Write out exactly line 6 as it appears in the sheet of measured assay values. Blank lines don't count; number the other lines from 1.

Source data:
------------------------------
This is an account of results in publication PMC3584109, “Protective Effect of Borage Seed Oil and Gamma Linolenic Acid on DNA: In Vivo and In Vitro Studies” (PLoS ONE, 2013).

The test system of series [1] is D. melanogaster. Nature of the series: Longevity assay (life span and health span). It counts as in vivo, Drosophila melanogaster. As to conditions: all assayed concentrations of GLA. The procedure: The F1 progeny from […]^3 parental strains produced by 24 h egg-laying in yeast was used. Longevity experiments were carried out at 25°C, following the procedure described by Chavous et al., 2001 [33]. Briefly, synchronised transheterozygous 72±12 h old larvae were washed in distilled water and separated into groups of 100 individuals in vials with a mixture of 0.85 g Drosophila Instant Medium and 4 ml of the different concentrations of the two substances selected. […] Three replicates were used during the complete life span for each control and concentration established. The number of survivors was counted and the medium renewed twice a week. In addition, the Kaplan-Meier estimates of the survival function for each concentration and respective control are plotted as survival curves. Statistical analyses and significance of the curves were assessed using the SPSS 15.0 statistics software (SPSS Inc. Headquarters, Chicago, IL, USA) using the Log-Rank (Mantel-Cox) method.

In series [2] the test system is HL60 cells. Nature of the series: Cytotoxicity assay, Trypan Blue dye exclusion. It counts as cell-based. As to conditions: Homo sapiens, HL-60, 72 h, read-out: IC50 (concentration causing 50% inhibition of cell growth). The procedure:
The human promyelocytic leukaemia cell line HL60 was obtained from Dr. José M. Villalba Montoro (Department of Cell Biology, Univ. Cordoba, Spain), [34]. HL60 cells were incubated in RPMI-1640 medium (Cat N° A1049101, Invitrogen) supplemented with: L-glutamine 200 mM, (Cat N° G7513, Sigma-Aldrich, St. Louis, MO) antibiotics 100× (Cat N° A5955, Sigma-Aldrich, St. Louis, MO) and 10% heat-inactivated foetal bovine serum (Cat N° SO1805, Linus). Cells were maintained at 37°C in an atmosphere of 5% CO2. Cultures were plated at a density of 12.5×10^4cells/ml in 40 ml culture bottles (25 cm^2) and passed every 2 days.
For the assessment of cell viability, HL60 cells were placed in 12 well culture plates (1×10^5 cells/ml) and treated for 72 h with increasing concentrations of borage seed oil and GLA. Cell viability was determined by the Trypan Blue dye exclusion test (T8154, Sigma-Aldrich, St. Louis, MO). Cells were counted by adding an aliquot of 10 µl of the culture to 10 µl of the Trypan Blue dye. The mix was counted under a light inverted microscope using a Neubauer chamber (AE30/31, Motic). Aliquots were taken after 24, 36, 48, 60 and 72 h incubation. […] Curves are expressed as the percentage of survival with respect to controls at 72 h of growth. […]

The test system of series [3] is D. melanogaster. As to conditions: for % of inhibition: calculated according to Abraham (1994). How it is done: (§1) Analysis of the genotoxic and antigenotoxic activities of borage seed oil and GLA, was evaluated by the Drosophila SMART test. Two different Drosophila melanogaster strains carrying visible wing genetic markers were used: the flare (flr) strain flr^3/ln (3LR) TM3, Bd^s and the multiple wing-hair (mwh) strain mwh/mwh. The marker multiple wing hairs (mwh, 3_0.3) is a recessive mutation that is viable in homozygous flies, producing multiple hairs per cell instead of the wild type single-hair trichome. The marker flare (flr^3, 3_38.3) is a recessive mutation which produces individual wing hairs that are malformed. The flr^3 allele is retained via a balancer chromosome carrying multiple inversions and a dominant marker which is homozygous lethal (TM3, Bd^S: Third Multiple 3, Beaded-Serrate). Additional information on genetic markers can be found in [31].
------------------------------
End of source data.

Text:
The test system of series [3] is D. melanogaster. As to conditions: for % of inhibition: calculated according to Abraham (1994). How it is done: (§1) Analysis of the genotoxic and antigenotoxic activities of borage seed oil and GLA, was evaluated by the Drosophila SMART test. Two different Drosophila melanogaster strains carrying visible wing genetic markers were used: the flare (flr) strain flr^3/ln (3LR) TM3, Bd^s and the multiple wing-hair (mwh) strain mwh/mwh. The marker multiple wing hairs (mwh, 3_0.3) is a recessive mutation that is viable in homozygous flies, producing multiple hairs per cell instead of the wild type single-hair trichome. The marker flare (flr^3, 3_38.3) is a recessive mutation which produces individual wing hairs that are malformed. The flr^3 allele is retained via a balancer chromosome carrying multiple inversions and a dominant marker which is homozygous lethal (TM3, Bd^S: Third Multiple 3, Beaded-Serrate). Additional information on genetic markers can be found in [31].